The news of nursing home closures in Deer Isle, Whitefield and Bingham has reinforced the seriousness of the long-term care workforce shortage in Maine. The Press Herald’s recent editorial “Our View: Maine cannot continue to underfund nursing homes” (Sept. 7) is right that increasing state funding for our nursing homes is part of the solution to this problem. However, in order to comprehensively address the needs of older Mainers who require assistance with daily life, we must address the crisis across the continuum of care.

Three of four adults over 50 want to stay in their homes and communities as they age. Alonafoto/Shutterstock.com

Direct care workers in nursing homes are providing an essential service for older adults who are in need of that level of care. Their work is physically and emotionally challenging and, without a doubt, they should be paid more and any increase in rates should go to them. Increasing the compensation for direct care workers will help with retention and recruitment. That’s why the Legislature included language in the biennial budget this year to increase the MaineCare reimbursement for the labor portion of the rate to at least 125 percent of minimum wage.

Additionally, many MaineCare rates for those serving older adults and people with disabilities will get a boost by having an automatic cost-of-living increase included in their rates. This means that MaineCare won’t be constantly trying to play catch-up when reimbursement falls below the cost of providing services. These are important developments, but money alone won’t solve the problem.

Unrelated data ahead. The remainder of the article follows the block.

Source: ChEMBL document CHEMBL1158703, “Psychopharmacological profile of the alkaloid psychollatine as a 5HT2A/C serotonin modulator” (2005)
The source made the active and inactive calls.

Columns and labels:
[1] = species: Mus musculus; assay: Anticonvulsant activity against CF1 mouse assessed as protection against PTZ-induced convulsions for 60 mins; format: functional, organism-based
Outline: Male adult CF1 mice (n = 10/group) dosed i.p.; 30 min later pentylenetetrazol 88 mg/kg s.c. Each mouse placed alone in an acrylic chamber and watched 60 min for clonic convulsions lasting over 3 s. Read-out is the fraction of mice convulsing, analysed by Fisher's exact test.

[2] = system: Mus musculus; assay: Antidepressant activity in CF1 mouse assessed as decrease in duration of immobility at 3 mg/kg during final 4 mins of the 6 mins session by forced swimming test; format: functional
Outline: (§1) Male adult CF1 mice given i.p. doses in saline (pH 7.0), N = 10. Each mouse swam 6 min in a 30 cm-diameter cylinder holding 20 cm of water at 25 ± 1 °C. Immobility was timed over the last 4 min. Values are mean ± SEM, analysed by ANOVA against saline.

It is important to also recognize that care for older adults often happens outside of nursing homes. Home care, livable communities, programs like Meals on Wheels and family support networks are all critical to older Mainers’ long-term care. Home care is generally less expensive than institutional care, and three out of four adults over 50 want to stay in their homes and communities as they age. To help Mainers age in place, we must also recognize the valuable work of family caregivers who are often providing unpaid, around-the-clock care for their loved ones.

We need a system that supports each part of the continuum of care: those who are served by it and those who need it to live their best lives. The Commission to Study Long-Term Care Workforce Issues released a report last year that lays out a blueprint for how to solve the problem. One issue the report touches on but doesn’t specifically address is how the underlying attitude toward older people and people with disabilities affects how we treat the workers who care for them.

Ageism and ableism must be tackled as a serious problem. According to the Maine Council on Aging, “Ageism is discrimination based on prejudices about age … it often involves assumptions that older people are less competent than younger people. Ageism has a huge negative impact on older people throughout all areas of life.” Until we better understand the lived experience of older Mainers and their contributions to our economy and our communities, it will be a challenge to make spending on their care a priority.

Gov. Mills has an excellent opportunity to lead on these issues by supporting Maine’s “Age-Friendly State Plan,” implementing the commission’s recommendations, and creating a Cabinet on Aging similar to the one she reinstated for children’s issues. By addressing systemic problems in a holistic way and including the people affected in those conversations, we will make progress together.


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